Unemployed get extension to avoid foreclosure

Homeowners facing foreclosure across the country are finding help getting loan modifications from the Neighborhood Assistance Corporation of America. Bill Whitaker reports on the non-profit that's bringing lenders and borrowers together.
Justin Sullivan
Homeowners find help with loan modification
Justin Sullivan

Unemployed homeowners struggling to pay their government-backed mortgages will now have 12 months to catch up on their payments before losing their homes - up from the current four-month requirement - the Obama administration announced today.

Under the new Federal Housing Administration requirements, banks will be required to wait 12 months to foreclose on unemployed Americans who have defaulted on mortgages backed by the FHA.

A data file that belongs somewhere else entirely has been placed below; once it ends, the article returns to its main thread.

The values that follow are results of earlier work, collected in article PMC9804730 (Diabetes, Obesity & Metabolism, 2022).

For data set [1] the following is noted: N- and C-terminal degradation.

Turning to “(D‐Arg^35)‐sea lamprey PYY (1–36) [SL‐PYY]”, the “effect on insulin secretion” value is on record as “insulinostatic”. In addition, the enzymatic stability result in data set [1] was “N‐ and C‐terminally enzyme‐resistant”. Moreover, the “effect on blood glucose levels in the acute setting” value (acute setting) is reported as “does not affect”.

Housing and Urban Development Secretary Shaun Donovan said the changes to the so-called forbearance period" are necessary to help people cope with long-term unemployment.

"Today, 60 percent of the unemployed have been out of work for more than three months, and 45 percent have been out of work for more than six," Donovan said in a statement. "Providing the option for a year of forbearance will give struggling homeowners a substantially greater chance of finding employment before they lost their time."

The changes will apply to those participating in the Special Forbearance Program as well as those in the Making Home Affordable Program "wherever possible under regulator and investor guidelines," according to the White House.

Missed payments during the forbearance period, plus interest, will be added on to the cost of each home loan. The changes will take effect August 1 and last for two years.